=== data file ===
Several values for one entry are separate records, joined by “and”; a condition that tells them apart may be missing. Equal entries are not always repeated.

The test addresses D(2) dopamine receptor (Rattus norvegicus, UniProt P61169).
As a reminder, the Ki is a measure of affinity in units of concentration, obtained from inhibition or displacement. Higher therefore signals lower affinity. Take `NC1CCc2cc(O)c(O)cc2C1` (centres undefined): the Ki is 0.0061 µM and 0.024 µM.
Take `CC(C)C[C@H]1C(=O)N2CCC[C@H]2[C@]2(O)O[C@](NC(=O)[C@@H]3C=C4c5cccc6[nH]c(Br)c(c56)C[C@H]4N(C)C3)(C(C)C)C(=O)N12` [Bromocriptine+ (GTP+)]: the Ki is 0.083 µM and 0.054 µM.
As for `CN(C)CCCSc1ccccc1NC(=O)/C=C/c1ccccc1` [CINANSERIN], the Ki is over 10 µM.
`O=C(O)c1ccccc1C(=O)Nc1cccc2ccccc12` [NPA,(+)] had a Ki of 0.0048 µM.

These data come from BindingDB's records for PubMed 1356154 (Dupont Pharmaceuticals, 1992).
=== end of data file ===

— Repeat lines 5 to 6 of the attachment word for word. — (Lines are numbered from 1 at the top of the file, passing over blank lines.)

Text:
As for `CN(C)CCCSc1ccccc1NC(=O)/C=C/c1ccccc1` [CINANSERIN], the Ki is over 10 µM.
`O=C(O)c1ccccc1C(=O)Nc1cccc2ccccc12` [NPA,(+)] had a Ki of 0.0048 µM.